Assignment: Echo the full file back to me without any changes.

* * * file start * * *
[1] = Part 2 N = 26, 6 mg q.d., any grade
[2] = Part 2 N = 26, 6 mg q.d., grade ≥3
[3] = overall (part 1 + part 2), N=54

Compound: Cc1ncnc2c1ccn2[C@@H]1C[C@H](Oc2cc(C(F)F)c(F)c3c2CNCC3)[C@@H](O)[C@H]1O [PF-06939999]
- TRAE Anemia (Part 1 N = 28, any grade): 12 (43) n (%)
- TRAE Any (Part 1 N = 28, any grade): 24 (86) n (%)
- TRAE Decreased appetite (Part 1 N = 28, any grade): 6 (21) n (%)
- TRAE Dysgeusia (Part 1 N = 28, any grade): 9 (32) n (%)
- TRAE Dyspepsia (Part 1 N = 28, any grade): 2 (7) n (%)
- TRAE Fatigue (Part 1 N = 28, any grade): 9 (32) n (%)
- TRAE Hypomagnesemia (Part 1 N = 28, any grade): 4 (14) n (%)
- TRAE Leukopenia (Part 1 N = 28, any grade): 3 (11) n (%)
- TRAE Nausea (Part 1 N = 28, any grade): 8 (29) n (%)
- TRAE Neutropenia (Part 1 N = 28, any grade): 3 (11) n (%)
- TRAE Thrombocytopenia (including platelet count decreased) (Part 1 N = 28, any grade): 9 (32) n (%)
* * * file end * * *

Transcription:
[1] = Part 2 N = 26, 6 mg q.d., any grade
[2] = Part 2 N = 26, 6 mg q.d., grade ≥3
[3] = overall (part 1 + part 2), N=54

Compound: Cc1ncnc2c1ccn2[C@@H]1C[C@H](Oc2cc(C(F)F)c(F)c3c2CNCC3)[C@@H](O)[C@H]1O [PF-06939999]
- TRAE Anemia (Part 1 N = 28, any grade): 12 (43) n (%)
- TRAE Any (Part 1 N = 28, any grade): 24 (86) n (%)
- TRAE Decreased appetite (Part 1 N = 28, any grade): 6 (21) n (%)
- TRAE Dysgeusia (Part 1 N = 28, any grade): 9 (32) n (%)
- TRAE Dyspepsia (Part 1 N = 28, any grade): 2 (7) n (%)
- TRAE Fatigue (Part 1 N = 28, any grade): 9 (32) n (%)
- TRAE Hypomagnesemia (Part 1 N = 28, any grade): 4 (14) n (%)
- TRAE Leukopenia (Part 1 N = 28, any grade): 3 (11) n (%)
- TRAE Nausea (Part 1 N = 28, any grade): 8 (29) n (%)
- TRAE Neutropenia (Part 1 N = 28, any grade): 3 (11) n (%)
- TRAE Thrombocytopenia (including platelet count decreased) (Part 1 N = 28, any grade): 9 (32) n (%)